On the 10th anniversary of the Americans with Disabilities Act (ADA), I was hit by a truck and found myself using a wheelchair. The experience of negotiating life from a wheelchair showed me that we have a long way to go before our society is accessible to everyone.
All my life I've been deaf -- an invisible disability for those, like me, who communicate by speaking and reading lips. My deafness attracts little public attention: I blend in. But with a wheelchair, it's harder to hide.
"Bob," a fellow wheelchair user, recently posted this advice to an online forum for people with physical disabilities: "Every person in the world should spend at least 30 days in a chair, without the option of standing up."
Well, Bob, I didn't volunteer for your challenge, but I experienced it nonetheless. I always thought being deaf was hard enough, but I learned that the physically disabled encounter more obstacles.
The first thing I noticed were the stares. Some people tried to be subtle, while others looked at me with the unabashed intensity of Superman using his x-ray vision. Kids were curious; one girl in particular kept glancing at me. She finally sneaked over and touched my wheelchair before running away. Perhaps if her parents had taught her early on about people with disabilities, she wouldn't have been so uncomfortable.
I'm the first to admit that I wasn't always conscious about this sort of thing. Before my accident, I used to make a beeline for the accessible bathroom stall. It's larger, more private, and usually a lot cleaner. I've vowed to never do that again when I've fully recovered. The accessible one should be left open for a large, elderly or disabled person. Laws created that stall for a reason. If you can use only one stall out of many, you shouldn't have to wait for it.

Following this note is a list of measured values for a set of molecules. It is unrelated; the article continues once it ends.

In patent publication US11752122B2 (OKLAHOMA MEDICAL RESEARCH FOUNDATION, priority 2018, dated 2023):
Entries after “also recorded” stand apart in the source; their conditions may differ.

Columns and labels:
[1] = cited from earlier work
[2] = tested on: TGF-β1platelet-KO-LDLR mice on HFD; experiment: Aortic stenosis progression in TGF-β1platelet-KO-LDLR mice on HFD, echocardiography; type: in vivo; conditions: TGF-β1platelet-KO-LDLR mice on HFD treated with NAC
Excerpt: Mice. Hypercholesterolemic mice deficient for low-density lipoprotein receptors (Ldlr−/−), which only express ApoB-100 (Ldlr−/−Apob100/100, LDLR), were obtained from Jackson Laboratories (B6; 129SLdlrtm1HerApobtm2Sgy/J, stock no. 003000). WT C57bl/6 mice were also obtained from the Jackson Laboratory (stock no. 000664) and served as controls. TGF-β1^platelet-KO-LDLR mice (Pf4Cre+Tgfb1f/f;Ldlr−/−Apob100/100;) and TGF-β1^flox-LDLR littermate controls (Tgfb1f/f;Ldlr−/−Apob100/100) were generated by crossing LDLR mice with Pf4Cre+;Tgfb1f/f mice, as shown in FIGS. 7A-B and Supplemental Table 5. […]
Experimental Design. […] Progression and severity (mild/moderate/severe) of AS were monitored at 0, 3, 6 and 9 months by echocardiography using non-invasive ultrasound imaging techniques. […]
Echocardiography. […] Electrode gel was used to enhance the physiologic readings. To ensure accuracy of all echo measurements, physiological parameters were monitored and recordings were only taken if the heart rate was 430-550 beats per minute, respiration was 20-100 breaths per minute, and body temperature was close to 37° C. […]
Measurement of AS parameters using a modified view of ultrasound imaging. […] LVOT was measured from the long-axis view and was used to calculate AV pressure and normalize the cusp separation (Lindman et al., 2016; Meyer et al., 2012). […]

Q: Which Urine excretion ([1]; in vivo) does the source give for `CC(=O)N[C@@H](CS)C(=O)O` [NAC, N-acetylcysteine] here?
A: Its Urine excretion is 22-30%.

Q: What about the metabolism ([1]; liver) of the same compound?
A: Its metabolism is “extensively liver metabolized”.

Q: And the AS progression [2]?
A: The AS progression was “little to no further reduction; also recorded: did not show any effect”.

And just because the stall itself is accessible doesn't mean the restroom is. In almost every bathroom I went into, I could barely get the door open by myself.
I was also left out at the movies. My husband and I drove an hour just to see a captioned film. The only place for my chair was at the back of the theater, with no seats nearby. Because I wanted to sit next to my husband, I had to transfer myself into an aisle seat. We complained to a manager afterward. A surprised "Oh!" was the reaction when we pointed out that we couldn't sit together in the area reserved for wheelchairs. Clearly, this was something she hadn't thought about before: People in wheelchairs have friends!
Another thing hit me, this time when I was on the second floor of an art gallery and I saw that ever-present sign: "In case of fire, exit stairway." Everyone knows to avoid elevators during fires. But what if you're in a wheelchair? I guess you just have to hope for someone strong enough to carry you down those flights of steps.
And what about those parking spaces? It's illegal to park in a handicapped space without the proper documentation. Even if you're driving a car with the placard, it's against the law to park there if you are not the disabled person for whom it was issued. In fact, even if the person with the disability is in the car, it's illegal to park there if she or he doesn't get out of the car. It's upsetting to see able-bodied people walking out of their cars from these spaces.
Ironically, the most maddening form of discrimination I experienced was when I tried to find transportation to physical therapy. I was referred to a local volunteer organization, but the staff refused me service because of my deafness, citing it as a safety hazard, among other things.
In a few months, I'm expected to be able to walk normally again. Not everyone is that lucky. You, too, can achieve my new perspective: Just don't wait for a truck to hit you to do it.
Copyright 2000, Lisa A. Goldstein. Reprint or electronic distribution without permission is prohibited. Call the Progressive Media Project for information, 608-257-4626.